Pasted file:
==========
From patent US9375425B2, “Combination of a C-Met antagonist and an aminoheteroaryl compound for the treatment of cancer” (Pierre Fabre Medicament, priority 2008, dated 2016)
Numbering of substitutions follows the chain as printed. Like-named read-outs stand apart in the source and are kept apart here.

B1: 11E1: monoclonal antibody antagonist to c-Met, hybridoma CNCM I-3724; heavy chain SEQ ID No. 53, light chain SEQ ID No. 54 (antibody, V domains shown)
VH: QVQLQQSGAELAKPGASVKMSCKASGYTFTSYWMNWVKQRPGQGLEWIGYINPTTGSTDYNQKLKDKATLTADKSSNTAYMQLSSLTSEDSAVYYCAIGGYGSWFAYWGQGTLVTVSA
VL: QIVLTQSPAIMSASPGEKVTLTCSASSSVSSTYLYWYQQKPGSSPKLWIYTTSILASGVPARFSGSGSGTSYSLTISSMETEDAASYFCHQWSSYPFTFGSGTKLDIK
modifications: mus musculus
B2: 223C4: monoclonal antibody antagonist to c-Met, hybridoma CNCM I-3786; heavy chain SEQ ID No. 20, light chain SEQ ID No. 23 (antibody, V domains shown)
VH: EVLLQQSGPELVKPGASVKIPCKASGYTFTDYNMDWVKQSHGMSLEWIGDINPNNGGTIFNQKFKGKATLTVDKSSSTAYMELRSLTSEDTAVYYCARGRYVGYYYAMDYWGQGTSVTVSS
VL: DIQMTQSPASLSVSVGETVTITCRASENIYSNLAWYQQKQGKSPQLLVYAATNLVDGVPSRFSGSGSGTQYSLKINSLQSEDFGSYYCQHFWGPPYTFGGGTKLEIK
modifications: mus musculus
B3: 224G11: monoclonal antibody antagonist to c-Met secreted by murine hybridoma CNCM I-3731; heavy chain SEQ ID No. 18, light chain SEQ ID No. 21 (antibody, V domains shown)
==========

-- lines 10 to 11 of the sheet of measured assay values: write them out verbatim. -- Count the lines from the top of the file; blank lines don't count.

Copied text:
modifications: mus musculus
B3: 224G11: monoclonal antibody antagonist to c-Met secreted by murine hybridoma CNCM I-3731; heavy chain SEQ ID No. 18, light chain SEQ ID No. 21 (antibody, V domains shown)